UK inflation unexpectedly dropped in February, dragged down by lower prices for clothing, second-hand cars and games, ahead of a jump expected in the spring.
Annual consumer price inflation slowed to 0.4 per cent in February from 0.7 per cent in the previous month, data from the Office for National Statistics showed on Wednesday.
The reading was well below the 0.8 per cent forecast by economists polled by Reuters, and the decline reverses the increases in the previous two months.
“A fall in clothing prices helped to ease inflation in February, traditionally a month where we would see these prices rise,” said Jonathan Athow, ONS deputy national statistician for economic statistics, “but the impact of the pandemic has disrupted standard seasonal patterns.”
Core annual inflation, a measure that excludes volatile and seasonal prices such as energy, food and alcoholic beverages, also slowed to 0.9 per cent from 1.4 per cent in the previous month.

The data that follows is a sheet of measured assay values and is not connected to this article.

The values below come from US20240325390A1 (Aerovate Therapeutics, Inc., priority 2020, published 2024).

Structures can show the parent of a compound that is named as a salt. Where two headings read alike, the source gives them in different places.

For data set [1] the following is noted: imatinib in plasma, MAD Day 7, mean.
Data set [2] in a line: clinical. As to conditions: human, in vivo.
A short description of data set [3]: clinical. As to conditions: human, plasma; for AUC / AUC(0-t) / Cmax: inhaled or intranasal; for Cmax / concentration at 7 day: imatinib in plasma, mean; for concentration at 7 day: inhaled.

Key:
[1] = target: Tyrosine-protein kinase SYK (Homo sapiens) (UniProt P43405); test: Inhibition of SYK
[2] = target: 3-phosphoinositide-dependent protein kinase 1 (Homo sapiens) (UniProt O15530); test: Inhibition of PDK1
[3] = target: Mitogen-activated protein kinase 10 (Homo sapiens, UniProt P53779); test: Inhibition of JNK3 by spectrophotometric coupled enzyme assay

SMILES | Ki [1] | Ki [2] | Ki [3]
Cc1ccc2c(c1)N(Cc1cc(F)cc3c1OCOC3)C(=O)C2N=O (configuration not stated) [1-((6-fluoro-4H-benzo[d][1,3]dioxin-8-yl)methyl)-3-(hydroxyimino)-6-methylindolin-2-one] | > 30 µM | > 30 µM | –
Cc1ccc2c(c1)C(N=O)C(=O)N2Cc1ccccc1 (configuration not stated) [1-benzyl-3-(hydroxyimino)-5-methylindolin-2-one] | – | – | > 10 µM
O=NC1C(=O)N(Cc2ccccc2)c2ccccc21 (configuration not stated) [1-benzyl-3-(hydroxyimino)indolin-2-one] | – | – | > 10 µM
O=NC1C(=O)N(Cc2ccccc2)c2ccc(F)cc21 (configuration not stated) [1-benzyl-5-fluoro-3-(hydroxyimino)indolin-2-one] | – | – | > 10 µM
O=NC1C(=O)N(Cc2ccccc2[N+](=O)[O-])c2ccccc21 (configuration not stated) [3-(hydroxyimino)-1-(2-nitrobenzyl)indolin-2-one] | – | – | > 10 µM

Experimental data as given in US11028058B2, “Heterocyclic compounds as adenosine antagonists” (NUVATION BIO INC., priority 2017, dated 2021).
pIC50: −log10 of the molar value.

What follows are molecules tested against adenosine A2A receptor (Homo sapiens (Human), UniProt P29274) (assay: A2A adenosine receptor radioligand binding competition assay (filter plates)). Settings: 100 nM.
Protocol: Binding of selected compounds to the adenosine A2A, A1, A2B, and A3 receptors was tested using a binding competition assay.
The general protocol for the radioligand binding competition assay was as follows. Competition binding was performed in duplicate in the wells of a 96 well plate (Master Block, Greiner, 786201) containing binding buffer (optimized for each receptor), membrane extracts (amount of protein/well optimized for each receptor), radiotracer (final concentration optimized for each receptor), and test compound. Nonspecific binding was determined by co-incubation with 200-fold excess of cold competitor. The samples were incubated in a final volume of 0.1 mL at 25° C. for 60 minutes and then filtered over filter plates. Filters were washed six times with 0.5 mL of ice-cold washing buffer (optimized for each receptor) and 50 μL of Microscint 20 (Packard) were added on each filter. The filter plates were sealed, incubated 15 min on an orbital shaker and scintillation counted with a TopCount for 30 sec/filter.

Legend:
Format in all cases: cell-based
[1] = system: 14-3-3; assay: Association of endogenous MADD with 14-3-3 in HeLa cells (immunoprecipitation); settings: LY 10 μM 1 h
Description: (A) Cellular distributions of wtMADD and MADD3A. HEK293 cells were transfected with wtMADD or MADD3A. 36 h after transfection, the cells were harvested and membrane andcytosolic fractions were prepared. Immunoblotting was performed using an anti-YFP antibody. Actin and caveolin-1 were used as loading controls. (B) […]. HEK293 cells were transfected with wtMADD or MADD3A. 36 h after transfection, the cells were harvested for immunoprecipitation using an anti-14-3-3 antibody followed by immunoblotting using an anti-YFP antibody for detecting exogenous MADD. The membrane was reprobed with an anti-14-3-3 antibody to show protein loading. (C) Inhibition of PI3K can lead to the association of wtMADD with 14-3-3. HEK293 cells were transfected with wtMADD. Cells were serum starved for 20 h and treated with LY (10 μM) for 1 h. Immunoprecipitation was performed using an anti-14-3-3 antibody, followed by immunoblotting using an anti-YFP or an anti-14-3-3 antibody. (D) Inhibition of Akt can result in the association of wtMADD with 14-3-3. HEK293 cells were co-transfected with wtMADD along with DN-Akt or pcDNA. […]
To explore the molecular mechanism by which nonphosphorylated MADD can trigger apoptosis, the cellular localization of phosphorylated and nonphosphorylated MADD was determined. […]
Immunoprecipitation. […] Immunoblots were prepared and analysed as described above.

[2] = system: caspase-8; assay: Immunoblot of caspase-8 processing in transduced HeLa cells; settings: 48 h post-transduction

Inflation fell despite rising prices for motor fuel, and for housing and household services overall.
The Bank of England expects the UK inflation rate to rise closer to its target of 2 per cent later on this year because of higher energy prices and strong expected demand in constrained services, such as pubs and hairdressers, as the economy reopens.
However, in its latest monetary policy decision this month, the central bank noted that it did not intend to tighten its monetary policy at least until there is “clear evidence” of significant progress in eliminating spare capacity and reaching the inflation target “sustainably”.